By Robert Walser
Translated by Susan Bernofsky
Introduction by W.G. Sebald
The Tanners, Robert Walser’s amazing 1907 novel of twenty chapters, is now presented in English for the very first time, by the award-winning translator Susan Bernofsky. Three brothers and a sister comprise the Tanner family—Simon, Kaspar, Klaus, and Hedwig: their wanderings, meetings, separations, quarrels, romances, employment and lack of employment over the course of a year or two are the threads from which Walser weaves his airy, strange and brightly gorgeous fabric. “Walser’s lightness is lighter than light,” as Tom Whalen said in Bookforum: “buoyant up to and beyond belief, terrifyingly light.”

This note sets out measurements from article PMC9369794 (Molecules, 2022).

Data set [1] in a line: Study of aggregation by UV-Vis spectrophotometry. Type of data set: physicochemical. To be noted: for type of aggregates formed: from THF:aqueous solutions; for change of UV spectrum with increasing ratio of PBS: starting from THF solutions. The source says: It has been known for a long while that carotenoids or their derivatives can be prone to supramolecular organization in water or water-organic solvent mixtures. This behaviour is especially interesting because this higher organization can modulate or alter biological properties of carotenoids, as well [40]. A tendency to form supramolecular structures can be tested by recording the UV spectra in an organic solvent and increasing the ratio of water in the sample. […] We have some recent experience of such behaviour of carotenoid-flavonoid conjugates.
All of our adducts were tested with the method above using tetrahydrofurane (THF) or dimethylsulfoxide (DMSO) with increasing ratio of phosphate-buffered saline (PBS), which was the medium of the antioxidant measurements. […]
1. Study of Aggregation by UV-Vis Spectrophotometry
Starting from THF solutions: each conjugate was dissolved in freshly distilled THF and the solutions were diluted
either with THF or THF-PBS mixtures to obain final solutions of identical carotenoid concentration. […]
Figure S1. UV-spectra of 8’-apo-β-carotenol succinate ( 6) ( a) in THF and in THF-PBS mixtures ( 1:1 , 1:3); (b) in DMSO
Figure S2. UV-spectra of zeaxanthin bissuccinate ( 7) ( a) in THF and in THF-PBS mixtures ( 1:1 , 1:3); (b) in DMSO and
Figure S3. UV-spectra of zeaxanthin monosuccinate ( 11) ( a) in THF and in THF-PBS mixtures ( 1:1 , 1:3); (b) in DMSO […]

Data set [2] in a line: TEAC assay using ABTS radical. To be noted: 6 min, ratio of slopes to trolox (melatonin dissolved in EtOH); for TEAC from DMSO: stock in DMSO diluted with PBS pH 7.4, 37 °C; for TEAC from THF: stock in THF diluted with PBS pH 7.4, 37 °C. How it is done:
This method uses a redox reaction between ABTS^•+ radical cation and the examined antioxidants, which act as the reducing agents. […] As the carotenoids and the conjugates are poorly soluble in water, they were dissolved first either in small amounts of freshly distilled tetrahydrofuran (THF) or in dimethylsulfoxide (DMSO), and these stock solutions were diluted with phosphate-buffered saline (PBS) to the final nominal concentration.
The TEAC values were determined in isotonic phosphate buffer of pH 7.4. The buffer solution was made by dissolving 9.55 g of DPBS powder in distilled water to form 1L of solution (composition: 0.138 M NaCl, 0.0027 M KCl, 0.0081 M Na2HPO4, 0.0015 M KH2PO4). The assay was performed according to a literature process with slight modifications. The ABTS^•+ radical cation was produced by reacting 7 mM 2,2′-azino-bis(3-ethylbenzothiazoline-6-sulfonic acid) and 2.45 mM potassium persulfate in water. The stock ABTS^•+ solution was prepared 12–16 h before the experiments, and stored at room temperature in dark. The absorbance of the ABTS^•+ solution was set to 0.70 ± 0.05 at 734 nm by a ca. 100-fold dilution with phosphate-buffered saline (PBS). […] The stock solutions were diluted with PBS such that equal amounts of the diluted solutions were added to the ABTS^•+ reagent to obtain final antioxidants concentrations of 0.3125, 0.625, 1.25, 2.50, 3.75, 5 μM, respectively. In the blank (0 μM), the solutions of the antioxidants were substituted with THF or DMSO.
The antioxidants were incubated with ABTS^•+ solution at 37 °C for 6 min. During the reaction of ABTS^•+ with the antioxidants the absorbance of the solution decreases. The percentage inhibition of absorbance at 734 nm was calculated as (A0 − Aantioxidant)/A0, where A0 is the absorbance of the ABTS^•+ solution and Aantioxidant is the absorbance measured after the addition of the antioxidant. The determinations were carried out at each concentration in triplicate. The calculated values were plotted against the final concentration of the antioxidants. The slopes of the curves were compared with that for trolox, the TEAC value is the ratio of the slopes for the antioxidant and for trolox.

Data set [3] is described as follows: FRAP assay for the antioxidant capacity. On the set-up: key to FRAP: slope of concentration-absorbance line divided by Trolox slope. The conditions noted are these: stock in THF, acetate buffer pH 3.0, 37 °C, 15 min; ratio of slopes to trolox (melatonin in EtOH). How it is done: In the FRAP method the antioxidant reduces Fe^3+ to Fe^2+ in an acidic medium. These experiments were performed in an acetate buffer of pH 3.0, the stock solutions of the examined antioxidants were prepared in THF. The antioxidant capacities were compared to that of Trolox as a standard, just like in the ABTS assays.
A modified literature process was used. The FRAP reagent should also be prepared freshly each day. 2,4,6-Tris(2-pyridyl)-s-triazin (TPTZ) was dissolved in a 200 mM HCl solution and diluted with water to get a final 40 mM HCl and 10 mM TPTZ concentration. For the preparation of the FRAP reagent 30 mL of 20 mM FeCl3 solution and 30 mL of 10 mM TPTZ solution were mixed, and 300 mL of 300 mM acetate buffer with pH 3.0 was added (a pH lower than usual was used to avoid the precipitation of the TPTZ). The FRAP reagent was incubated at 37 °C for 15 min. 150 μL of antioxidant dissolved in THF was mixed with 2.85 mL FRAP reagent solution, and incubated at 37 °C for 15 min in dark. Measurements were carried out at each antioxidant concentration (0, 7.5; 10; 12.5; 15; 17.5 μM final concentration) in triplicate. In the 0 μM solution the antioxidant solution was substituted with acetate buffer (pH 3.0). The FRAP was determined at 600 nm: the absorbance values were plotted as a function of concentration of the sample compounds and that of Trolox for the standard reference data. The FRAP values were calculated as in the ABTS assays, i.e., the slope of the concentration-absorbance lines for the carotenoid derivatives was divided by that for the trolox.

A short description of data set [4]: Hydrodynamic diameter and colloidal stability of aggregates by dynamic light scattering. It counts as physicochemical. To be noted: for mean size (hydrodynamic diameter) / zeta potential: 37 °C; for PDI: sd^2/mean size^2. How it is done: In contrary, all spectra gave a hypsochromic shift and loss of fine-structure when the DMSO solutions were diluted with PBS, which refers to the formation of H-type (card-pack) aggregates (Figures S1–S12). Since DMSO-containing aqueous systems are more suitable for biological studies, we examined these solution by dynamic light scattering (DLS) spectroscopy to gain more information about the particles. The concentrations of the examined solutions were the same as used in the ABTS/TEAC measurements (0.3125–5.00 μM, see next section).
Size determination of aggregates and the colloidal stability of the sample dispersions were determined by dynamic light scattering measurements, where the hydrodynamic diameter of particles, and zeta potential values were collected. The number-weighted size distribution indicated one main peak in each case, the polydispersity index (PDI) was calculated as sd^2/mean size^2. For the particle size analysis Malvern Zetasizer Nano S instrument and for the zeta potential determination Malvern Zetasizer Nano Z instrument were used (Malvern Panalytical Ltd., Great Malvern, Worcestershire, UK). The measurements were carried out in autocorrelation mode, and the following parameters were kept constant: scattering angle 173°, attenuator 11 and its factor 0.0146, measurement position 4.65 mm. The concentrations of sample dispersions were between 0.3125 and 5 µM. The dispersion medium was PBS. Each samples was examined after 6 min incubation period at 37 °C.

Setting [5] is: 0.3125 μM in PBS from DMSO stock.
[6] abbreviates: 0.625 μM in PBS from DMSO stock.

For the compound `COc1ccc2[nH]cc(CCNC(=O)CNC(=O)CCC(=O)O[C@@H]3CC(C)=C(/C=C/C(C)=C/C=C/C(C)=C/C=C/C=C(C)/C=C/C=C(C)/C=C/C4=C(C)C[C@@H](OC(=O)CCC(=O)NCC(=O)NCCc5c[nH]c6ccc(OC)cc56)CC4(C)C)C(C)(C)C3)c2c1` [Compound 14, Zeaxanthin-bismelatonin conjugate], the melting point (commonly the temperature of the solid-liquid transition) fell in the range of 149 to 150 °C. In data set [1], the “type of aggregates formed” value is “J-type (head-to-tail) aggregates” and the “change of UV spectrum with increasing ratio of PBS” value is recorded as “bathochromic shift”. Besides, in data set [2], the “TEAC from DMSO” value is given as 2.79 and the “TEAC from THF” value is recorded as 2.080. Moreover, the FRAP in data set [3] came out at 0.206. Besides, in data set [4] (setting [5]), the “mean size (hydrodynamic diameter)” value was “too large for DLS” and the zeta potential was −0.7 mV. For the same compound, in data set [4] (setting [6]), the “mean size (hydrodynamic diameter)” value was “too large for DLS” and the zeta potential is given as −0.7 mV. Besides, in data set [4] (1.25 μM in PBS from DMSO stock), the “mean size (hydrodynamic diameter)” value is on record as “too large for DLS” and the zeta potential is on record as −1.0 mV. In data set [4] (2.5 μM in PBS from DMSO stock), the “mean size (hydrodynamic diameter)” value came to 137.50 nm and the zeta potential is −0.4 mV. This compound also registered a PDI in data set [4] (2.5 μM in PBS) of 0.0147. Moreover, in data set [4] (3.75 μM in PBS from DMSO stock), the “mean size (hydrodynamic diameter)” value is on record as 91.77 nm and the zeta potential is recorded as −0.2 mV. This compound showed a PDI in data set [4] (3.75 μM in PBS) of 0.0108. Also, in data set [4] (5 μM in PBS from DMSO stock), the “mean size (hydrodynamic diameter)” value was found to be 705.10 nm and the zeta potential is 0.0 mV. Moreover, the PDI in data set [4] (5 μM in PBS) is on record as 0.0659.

Robert Walser—admired greatly by Kafka, Musil, and Walter Benjamin—is a radiantly original author. He has been acclaimed “unforgettable, heart-rending” (J.M. Coetzee), “a bewitched genius” (Newsweek), and “a major, truly wonderful, heart-breaking writer” (Susan Sontag). Considering Walser’s “perfect and serene oddity,” Michael Hofmann in The London Review of Books remarked on the “Buster Keaton-like indomitably sad cheerfulness [that is] most hilariously disturbing.” The Los Angeles Times called him “the dreamy confectionary snowflake of German language fiction. He also might be the single most underrated writer of the 20th century . . . . The gait of his language is quieter than a kitten’s.” “A clairvoyant of the small” W. G. Sebald calls Robert Walser, one of his favorite writers in the world, in his acutely beautiful, personal, and long introduction, studded with his signature use of photographs.